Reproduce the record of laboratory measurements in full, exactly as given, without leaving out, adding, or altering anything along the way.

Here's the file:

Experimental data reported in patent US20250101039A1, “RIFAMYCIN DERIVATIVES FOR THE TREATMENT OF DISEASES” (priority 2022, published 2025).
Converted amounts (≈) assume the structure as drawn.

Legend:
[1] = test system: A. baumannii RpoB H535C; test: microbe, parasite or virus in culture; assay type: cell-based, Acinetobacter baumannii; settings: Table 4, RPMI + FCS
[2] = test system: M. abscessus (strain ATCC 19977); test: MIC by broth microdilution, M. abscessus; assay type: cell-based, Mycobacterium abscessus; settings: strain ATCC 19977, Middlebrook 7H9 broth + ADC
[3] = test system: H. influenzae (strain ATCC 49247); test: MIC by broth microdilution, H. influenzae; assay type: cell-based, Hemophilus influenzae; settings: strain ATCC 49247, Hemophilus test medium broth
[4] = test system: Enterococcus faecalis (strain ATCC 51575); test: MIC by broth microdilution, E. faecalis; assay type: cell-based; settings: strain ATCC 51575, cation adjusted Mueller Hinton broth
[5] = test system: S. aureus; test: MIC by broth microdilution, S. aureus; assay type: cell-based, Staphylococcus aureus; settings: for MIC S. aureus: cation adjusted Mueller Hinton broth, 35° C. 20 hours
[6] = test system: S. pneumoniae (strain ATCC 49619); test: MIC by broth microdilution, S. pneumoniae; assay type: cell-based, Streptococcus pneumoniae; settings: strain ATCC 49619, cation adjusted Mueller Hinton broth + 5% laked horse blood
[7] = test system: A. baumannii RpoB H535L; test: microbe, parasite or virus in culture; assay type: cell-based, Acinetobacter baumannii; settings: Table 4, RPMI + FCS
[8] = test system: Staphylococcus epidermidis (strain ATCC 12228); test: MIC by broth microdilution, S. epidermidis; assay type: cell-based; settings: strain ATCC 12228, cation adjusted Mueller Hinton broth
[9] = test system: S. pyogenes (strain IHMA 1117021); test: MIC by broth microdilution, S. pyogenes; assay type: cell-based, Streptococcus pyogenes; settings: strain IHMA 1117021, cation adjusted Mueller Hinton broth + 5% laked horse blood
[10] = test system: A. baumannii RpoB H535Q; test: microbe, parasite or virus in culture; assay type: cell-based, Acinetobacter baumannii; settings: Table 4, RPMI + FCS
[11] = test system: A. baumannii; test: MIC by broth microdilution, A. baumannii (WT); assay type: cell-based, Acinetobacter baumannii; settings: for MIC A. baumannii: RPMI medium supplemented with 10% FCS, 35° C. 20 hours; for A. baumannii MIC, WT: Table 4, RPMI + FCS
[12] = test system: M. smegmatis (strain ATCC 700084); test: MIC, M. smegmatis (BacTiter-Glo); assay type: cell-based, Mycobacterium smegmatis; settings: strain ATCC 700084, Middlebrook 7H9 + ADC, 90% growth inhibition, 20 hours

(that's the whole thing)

Experimental data reported in patent US20250101039A1, “RIFAMYCIN DERIVATIVES FOR THE TREATMENT OF DISEASES” (priority 2022, published 2025).
Converted amounts (≈) assume the structure as drawn.

Legend:
[1] = test system: A. baumannii RpoB H535C; test: microbe, parasite or virus in culture; assay type: cell-based, Acinetobacter baumannii; settings: Table 4, RPMI + FCS
[2] = test system: M. abscessus (strain ATCC 19977); test: MIC by broth microdilution, M. abscessus; assay type: cell-based, Mycobacterium abscessus; settings: strain ATCC 19977, Middlebrook 7H9 broth + ADC
[3] = test system: H. influenzae (strain ATCC 49247); test: MIC by broth microdilution, H. influenzae; assay type: cell-based, Hemophilus influenzae; settings: strain ATCC 49247, Hemophilus test medium broth
[4] = test system: Enterococcus faecalis (strain ATCC 51575); test: MIC by broth microdilution, E. faecalis; assay type: cell-based; settings: strain ATCC 51575, cation adjusted Mueller Hinton broth
[5] = test system: S. aureus; test: MIC by broth microdilution, S. aureus; assay type: cell-based, Staphylococcus aureus; settings: for MIC S. aureus: cation adjusted Mueller Hinton broth, 35° C. 20 hours
[6] = test system: S. pneumoniae (strain ATCC 49619); test: MIC by broth microdilution, S. pneumoniae; assay type: cell-based, Streptococcus pneumoniae; settings: strain ATCC 49619, cation adjusted Mueller Hinton broth + 5% laked horse blood
[7] = test system: A. baumannii RpoB H535L; test: microbe, parasite or virus in culture; assay type: cell-based, Acinetobacter baumannii; settings: Table 4, RPMI + FCS
[8] = test system: Staphylococcus epidermidis (strain ATCC 12228); test: MIC by broth microdilution, S. epidermidis; assay type: cell-based; settings: strain ATCC 12228, cation adjusted Mueller Hinton broth
[9] = test system: S. pyogenes (strain IHMA 1117021); test: MIC by broth microdilution, S. pyogenes; assay type: cell-based, Streptococcus pyogenes; settings: strain IHMA 1117021, cation adjusted Mueller Hinton broth + 5% laked horse blood
[10] = test system: A. baumannii RpoB H535Q; test: microbe, parasite or virus in culture; assay type: cell-based, Acinetobacter baumannii; settings: Table 4, RPMI + FCS
[11] = test system: A. baumannii; test: MIC by broth microdilution, A. baumannii (WT); assay type: cell-based, Acinetobacter baumannii; settings: for MIC A. baumannii: RPMI medium supplemented with 10% FCS, 35° C. 20 hours; for A. baumannii MIC, WT: Table 4, RPMI + FCS
[12] = test system: M. smegmatis (strain ATCC 700084); test: MIC, M. smegmatis (BacTiter-Glo); assay type: cell-based, Mycobacterium smegmatis; settings: strain ATCC 700084, Middlebrook 7H9 + ADC, 90% growth inhibition, 20 hours